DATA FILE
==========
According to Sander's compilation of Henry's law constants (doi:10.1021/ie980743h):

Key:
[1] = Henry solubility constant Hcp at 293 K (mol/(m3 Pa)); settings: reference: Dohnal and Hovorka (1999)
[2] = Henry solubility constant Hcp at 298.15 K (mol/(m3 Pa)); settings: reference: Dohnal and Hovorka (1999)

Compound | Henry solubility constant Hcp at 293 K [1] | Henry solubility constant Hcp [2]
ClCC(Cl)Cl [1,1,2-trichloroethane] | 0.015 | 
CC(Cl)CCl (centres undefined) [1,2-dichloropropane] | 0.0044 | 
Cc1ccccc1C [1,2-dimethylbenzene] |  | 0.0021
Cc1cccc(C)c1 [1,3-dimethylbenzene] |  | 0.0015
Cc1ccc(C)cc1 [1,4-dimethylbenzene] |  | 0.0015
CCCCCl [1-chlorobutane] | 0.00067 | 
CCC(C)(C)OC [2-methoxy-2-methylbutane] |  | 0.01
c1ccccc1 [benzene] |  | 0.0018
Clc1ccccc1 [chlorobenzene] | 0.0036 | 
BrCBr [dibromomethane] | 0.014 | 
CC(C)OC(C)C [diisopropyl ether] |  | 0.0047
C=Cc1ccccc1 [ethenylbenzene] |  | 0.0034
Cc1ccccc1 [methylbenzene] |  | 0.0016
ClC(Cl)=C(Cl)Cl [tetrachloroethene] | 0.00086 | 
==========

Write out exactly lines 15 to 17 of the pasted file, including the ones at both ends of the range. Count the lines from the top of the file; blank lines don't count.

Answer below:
BrCBr [dibromomethane] | 0.014 | 
CC(C)OC(C)C [diisopropyl ether] |  | 0.0047
C=Cc1ccccc1 [ethenylbenzene] |  | 0.0034